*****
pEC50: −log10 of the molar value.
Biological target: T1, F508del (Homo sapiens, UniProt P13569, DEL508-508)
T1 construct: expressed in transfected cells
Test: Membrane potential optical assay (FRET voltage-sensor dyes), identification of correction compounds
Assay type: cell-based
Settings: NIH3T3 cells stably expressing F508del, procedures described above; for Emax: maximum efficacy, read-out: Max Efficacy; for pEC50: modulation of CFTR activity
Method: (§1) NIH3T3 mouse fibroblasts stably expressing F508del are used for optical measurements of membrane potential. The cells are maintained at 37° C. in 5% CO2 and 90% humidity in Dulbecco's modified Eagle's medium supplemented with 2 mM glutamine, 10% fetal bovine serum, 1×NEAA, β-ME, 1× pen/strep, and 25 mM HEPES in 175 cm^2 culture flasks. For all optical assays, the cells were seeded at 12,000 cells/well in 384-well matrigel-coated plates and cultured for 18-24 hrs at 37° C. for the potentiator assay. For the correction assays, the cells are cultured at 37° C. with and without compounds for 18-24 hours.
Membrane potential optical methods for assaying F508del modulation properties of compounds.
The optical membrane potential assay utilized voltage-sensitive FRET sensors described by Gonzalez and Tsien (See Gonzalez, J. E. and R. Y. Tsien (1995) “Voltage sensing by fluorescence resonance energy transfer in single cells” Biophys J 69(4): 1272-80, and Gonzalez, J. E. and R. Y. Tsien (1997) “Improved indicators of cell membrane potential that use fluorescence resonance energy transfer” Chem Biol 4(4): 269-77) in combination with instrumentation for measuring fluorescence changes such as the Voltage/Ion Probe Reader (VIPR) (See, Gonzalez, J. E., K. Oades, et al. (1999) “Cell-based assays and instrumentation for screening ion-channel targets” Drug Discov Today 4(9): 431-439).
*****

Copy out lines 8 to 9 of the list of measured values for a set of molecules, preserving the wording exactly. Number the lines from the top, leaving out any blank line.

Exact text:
Membrane potential optical methods for assaying F508del modulation properties of compounds.
The optical membrane potential assay utilized voltage-sensitive FRET sensors described by Gonzalez and Tsien (See Gonzalez, J. E. and R. Y. Tsien (1995) “Voltage sensing by fluorescence resonance energy transfer in single cells” Biophys J 69(4): 1272-80, and Gonzalez, J. E. and R. Y. Tsien (1997) “Improved indicators of cell membrane potential that use fluorescence resonance energy transfer” Chem Biol 4(4): 269-77) in combination with instrumentation for measuring fluorescence changes such as the Voltage/Ion Probe Reader (VIPR) (See, Gonzalez, J. E., K. Oades, et al. (1999) “Cell-based assays and instrumentation for screening ion-channel targets” Drug Discov Today 4(9): 431-439).